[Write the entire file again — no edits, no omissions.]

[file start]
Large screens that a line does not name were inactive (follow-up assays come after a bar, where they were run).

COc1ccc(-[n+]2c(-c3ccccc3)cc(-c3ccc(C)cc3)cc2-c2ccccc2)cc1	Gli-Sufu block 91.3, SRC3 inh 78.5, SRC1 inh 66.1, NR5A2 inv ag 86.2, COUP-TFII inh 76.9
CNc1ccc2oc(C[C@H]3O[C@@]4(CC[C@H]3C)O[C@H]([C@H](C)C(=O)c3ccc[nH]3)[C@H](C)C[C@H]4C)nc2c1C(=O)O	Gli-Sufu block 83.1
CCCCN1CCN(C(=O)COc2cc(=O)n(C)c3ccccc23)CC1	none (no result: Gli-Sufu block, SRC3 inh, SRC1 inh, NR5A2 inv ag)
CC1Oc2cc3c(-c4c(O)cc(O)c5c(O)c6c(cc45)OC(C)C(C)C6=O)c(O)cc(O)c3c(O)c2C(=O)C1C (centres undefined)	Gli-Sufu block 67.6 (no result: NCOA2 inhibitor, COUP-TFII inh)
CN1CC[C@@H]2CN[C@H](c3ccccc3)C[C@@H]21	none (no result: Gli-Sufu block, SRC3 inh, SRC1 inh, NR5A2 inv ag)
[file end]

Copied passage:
Large screens that a line does not name were inactive (follow-up assays come after a bar, where they were run).

COc1ccc(-[n+]2c(-c3ccccc3)cc(-c3ccc(C)cc3)cc2-c2ccccc2)cc1	Gli-Sufu block 91.3, SRC3 inh 78.5, SRC1 inh 66.1, NR5A2 inv ag 86.2, COUP-TFII inh 76.9
CNc1ccc2oc(C[C@H]3O[C@@]4(CC[C@H]3C)O[C@H]([C@H](C)C(=O)c3ccc[nH]3)[C@H](C)C[C@H]4C)nc2c1C(=O)O	Gli-Sufu block 83.1
CCCCN1CCN(C(=O)COc2cc(=O)n(C)c3ccccc23)CC1	none (no result: Gli-Sufu block, SRC3 inh, SRC1 inh, NR5A2 inv ag)
CC1Oc2cc3c(-c4c(O)cc(O)c5c(O)c6c(cc45)OC(C)C(C)C6=O)c(O)cc(O)c3c(O)c2C(=O)C1C (centres undefined)	Gli-Sufu block 67.6 (no result: NCOA2 inhibitor, COUP-TFII inh)
CN1CC[C@@H]2CN[C@H](c3ccccc3)C[C@@H]21	none (no result: Gli-Sufu block, SRC3 inh, SRC1 inh, NR5A2 inv ag)